I’m an old creative director and copywriter. Which in this business might mean I’m about 45, in my early 50s at the outside. But I’m older than that. So old in fact that I don’t get direct mail from AARP anymore. Probably because I’m a member. They’re pretty good at scrubbing their lists. I’m also old enough to have Medicare, which as a freelancer, makes the whole healthcare shopping nightmare a bit less onerous. So what kind of advice could I possibly have for young creative professionals?
It’s this: be kind to people as you ascend the ladder, get promoted, and make big money — because you never know who you will meet on your way down. And for many, if not most, there will be a down — or a way out or a way on to something else — where every kindness shown finds its way back to you.
The ad business is ridiculously unkind to seniors. There’s always someone coming up through the ranks who’s cooler, more with it, more tuned into the cultural zeitgeist than you are. It’s not that you stopped paying attention or that you aren’t tuned in. There’s nothing rational about kicking old creatives to the curb. Well, it isrational because it’s about money. That kid coming up the ladder is hungry and will do what you do for less — usually lots less. And in this business, like any business, it’s money that matters. The young turk’s ideas will have a certain je ne sais quoi about them — and in advertising it’s only natural to rush to the new, and new by definition is not old and it’s certainly not improved. It’s just novel. You’re in a business where no one knows why some things work and some things don’t. It’s subjective and generally a crapshoot. It’s like when clients ask for something that will go viral — as if anyone knows what the feck is going to go viral.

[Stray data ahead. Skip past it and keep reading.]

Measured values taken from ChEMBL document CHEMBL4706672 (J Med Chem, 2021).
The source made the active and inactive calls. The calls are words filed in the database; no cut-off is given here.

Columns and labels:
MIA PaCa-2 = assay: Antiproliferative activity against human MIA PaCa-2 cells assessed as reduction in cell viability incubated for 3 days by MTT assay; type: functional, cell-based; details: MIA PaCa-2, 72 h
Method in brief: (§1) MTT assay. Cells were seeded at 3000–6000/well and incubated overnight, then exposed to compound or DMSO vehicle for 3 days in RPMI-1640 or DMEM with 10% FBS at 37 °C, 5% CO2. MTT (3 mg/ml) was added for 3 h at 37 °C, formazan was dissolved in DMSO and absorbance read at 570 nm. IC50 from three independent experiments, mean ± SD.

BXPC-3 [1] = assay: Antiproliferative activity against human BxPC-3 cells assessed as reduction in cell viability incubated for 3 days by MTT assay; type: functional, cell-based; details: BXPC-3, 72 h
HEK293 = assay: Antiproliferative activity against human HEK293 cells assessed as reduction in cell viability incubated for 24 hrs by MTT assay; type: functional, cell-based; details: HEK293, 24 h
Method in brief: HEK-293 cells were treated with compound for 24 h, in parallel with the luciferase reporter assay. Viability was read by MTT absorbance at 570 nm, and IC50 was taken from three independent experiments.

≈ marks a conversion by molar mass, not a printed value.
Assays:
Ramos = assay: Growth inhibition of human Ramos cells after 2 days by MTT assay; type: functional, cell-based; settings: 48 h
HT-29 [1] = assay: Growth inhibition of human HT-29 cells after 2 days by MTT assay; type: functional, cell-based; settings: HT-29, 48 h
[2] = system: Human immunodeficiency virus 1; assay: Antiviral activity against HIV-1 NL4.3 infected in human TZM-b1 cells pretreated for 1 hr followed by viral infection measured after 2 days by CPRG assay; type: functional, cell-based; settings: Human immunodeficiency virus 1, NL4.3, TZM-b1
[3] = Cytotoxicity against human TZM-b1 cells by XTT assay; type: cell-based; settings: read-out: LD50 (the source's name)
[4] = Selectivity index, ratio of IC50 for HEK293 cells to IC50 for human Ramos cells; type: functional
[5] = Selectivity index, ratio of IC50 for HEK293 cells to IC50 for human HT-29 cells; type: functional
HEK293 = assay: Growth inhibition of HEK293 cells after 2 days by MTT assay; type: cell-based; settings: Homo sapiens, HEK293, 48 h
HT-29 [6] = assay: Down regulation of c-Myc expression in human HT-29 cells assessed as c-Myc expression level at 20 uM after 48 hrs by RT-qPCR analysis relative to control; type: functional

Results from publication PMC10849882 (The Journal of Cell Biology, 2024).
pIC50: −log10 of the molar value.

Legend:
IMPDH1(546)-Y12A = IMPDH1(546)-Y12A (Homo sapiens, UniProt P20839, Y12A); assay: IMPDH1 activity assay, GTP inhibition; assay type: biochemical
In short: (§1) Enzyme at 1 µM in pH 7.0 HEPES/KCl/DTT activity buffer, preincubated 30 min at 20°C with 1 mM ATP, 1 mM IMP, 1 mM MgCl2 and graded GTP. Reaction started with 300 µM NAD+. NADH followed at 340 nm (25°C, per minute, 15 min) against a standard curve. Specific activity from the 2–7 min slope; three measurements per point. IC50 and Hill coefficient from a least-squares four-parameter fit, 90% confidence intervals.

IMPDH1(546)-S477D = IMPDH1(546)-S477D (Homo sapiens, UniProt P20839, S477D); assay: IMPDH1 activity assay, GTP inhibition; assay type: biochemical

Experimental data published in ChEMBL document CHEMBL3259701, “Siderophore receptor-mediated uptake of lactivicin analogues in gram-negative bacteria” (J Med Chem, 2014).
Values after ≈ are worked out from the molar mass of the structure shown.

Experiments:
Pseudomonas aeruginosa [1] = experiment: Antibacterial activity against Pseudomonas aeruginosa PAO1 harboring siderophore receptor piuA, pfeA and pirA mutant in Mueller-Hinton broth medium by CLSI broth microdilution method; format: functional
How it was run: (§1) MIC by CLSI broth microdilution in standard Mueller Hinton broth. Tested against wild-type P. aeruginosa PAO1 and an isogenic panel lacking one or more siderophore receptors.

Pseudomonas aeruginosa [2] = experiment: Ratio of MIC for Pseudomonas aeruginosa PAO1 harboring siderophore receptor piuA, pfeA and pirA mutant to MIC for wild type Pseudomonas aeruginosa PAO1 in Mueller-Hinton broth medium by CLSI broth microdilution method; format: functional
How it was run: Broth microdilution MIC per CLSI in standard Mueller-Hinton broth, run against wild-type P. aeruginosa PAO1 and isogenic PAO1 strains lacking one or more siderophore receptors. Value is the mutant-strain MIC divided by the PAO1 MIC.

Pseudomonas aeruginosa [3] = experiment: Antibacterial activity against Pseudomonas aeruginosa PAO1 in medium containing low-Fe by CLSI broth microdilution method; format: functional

Being kind to people means taking some interest in their worries and fears, being honest with them about their talents and opportunities, and accepting them for what they are rather than what you want them to be. In my experience, people don’t change much. Time will sand their sharp edges — it just doesn’t remove them completely.
And finally, remember that sucking up has its advantages. Everyone likes to hear nice things about themselves, especially bosses. But saying nice things to colleagues and subordinates is really just a form of sucking up when no one’s looking — because it doesn’t get you much until you’re coming down the ladder, but it will get you something eventually if nothing other than admiration. Being liked is a gift that gives lots back over time. You might not race to the top, but you won’t plunge to the bottom. And even if you do, they’ll be commiserating souls looking out for you.
Hardly anyone will take this advice. If they do, it’s probably because doing these things is already part of their nature — or they acquire it slowly, well past its expiration date. They say that youth is wasted on the young. Advice generally shares the same fate.
©2017 John Hofmeister
When I'm not writing for clients, I write about things that interest me. Quite of bit of satire, a genre that has become increasingly difficult to work in since reality has become such a farce.